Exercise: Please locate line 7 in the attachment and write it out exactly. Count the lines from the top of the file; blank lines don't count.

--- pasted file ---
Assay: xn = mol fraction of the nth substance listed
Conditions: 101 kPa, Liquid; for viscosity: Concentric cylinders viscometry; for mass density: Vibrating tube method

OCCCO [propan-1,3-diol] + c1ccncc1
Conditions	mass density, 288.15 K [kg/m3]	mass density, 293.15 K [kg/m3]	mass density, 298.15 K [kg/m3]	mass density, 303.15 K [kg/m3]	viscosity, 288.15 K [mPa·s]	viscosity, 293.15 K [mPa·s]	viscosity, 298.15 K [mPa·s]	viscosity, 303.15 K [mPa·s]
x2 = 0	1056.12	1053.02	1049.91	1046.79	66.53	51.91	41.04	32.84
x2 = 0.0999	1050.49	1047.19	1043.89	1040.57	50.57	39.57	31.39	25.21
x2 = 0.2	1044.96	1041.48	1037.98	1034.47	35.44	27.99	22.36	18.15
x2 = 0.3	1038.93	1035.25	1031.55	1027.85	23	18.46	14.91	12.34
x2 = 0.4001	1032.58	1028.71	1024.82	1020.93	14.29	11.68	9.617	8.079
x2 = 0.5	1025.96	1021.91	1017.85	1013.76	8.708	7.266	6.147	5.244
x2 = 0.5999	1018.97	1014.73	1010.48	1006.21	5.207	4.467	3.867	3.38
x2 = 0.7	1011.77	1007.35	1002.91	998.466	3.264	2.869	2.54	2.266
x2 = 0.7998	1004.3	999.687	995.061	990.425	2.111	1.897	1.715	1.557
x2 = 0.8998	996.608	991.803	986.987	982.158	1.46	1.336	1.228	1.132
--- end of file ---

x2 = 0.2	1044.96	1041.48	1037.98	1034.47	35.44	27.99	22.36	18.15